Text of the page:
Former MLB player begins career as firefighter

Anthony Reyes, a former Cardinals pitcher, has become a Los Angeles County firefighter

By Ben Frederickson
St. Louis Post-Dispatch

JUPITER, Fla. — A familiar face returned to the St. Louis Twittersphere this weekend. Cardinals Magazine shared the image of a sharply dressed Los Angeles County firefighter, and hey, you knew that guy. There was beaming Anthony Reyes with his happy family.

A former Cardinals pitcher turned firefighter? What a story. It's better if you know the beginning.

You remember Reyes, of course, thanks to his heroics in Game 1 of the 2006 World Series. The former 15th-round draft pick was erratic that year (5-8, 5.06 ERA), his second of four in St. Louis. He was a fifth starter who had been beyond the sixth inning just three times that season. But he won the championship opener at Comerica Park. Beat a rookie Detroit starter by the name of Justin Verlander. Held the Tigers to four hits and two runs in eight innings. Retired seventeen consecutive Tigers at one point. Went from having the fewest wins of a World Series Game 1 starter to falling three outs shy of becoming the fourth rookie in history to throw a complete World Series game.

"Probably the game of his life," Albert Pujols told the Post-Dispatch at the time.

The win gave the Cardinals their first World Series win since 1987. It snapped former Cardinals manager Tony La Russa's personal eight-game losing streak in the Fall Classic. What started as Reyes becoming the first visiting pitcher since Bob Gibson to beat Detroit in a World Series game ended in a parade down Market Street.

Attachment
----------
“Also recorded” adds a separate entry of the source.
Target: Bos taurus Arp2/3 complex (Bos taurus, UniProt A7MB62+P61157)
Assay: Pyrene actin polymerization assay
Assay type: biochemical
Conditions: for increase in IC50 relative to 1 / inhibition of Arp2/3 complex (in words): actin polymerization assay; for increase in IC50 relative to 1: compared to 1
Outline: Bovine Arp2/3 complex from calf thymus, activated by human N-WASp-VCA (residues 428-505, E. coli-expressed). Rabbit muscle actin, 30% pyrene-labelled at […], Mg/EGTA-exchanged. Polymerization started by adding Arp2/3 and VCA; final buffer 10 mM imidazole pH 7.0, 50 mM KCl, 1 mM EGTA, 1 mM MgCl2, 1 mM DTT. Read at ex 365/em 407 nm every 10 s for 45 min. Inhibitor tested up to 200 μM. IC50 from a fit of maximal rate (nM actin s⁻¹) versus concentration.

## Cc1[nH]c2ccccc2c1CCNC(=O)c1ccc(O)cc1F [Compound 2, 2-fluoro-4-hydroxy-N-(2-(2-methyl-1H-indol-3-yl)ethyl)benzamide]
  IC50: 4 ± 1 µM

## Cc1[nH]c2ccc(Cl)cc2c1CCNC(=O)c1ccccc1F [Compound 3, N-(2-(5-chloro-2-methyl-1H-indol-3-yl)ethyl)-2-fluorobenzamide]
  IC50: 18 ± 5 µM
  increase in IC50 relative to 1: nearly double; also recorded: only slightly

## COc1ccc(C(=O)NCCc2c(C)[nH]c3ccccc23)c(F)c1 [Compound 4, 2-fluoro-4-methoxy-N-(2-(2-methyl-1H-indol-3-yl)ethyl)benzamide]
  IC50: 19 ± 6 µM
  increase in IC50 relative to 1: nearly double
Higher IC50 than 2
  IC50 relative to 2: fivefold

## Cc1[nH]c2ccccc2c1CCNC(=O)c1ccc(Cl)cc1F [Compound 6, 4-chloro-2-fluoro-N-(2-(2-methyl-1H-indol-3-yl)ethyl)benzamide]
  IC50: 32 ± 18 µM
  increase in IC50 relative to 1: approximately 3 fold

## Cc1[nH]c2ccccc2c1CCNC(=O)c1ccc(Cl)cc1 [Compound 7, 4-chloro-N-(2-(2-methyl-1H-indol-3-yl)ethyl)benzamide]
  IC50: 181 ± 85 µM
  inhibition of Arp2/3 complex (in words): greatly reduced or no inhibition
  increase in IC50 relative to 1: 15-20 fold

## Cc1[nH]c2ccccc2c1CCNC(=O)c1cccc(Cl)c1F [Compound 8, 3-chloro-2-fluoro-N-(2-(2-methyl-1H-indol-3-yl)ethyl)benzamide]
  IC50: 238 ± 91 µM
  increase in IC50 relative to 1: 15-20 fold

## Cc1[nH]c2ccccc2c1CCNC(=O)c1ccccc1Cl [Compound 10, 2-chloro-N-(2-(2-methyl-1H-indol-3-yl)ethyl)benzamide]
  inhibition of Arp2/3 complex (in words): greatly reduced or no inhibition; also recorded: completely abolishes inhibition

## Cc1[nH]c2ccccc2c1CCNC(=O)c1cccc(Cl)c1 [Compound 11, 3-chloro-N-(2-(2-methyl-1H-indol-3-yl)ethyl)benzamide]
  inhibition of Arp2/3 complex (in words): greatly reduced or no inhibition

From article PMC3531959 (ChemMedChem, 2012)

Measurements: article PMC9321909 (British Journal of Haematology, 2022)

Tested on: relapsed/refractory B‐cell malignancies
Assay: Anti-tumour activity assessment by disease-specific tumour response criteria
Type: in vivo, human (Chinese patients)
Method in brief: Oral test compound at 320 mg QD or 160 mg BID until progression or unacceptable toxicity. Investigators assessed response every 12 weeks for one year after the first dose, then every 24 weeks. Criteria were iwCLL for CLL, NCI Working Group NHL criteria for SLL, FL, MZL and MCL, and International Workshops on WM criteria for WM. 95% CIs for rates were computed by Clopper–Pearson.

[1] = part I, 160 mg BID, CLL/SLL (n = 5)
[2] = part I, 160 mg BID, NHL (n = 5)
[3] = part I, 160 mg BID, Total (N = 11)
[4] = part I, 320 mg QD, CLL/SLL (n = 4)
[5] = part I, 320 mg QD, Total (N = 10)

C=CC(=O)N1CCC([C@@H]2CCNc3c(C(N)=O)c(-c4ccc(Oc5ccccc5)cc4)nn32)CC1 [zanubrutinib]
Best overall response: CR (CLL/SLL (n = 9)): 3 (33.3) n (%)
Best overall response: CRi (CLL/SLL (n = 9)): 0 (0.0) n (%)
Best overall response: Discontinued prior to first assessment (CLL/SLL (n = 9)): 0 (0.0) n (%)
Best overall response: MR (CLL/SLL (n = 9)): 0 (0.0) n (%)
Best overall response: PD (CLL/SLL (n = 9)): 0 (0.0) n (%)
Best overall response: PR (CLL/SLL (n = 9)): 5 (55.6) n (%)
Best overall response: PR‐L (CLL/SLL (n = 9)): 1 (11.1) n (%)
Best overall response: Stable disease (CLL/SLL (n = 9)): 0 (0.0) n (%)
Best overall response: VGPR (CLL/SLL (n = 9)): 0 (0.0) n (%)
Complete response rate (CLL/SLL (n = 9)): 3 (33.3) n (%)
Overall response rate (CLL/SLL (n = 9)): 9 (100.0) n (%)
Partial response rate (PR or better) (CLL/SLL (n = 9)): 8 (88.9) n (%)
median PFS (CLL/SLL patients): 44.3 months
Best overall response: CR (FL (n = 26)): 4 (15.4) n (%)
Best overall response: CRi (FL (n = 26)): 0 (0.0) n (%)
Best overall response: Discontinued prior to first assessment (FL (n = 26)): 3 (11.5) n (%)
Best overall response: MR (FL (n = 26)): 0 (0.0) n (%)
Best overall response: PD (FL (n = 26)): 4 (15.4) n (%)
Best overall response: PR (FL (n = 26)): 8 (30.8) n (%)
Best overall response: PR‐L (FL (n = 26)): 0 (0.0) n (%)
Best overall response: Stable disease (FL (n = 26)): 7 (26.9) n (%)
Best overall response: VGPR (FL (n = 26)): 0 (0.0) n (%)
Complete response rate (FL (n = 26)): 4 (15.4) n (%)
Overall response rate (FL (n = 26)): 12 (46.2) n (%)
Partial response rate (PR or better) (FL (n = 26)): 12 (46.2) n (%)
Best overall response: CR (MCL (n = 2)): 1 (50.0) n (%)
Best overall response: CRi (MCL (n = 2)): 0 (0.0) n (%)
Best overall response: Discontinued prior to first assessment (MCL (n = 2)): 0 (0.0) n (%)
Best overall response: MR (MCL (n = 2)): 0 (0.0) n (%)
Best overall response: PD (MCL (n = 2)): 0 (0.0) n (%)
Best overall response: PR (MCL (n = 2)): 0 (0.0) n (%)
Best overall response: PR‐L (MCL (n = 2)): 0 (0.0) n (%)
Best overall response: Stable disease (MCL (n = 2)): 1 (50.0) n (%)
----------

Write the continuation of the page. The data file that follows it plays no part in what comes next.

The former flamethrower reached the majors thanks to a four-seam fastball that hit 95 mph, easy. Now he fights fires. Both tie back to his father.

Let's take a look back in the P-D archives as we wait for tonight's night game against the Astros in West Palm Beach. In a conversation with the Post-Dispatch during the spring training of 2007, Rick Reyes explained how he both battled flames and shaped a fireballer.

The Los Angeles firefighter received his son's high heat with his mitt up, to protect his chin. And when major league hitters started catching up to that pitch, he would sit on a five-gallon bucket and hold the target low in the zone while his son worked on a sinker.

Dangerous? Perhaps. But this was a man who worked the Los Angeles riots. Even on a routine day, his job description was risking his life to save another's.

"He said he and other firefighters were shot at as they tried to contain fires while looting broke out around them," Derrick Goold of the Post-Dispatch wrote in 2007. "He's had a gun pointed at his face and raced into fires that he couldn't be certain he would walk out of. But he never doubts he will. "I'll get out, " he said. "I do the job."

Now his son is following in his fearless footsteps.

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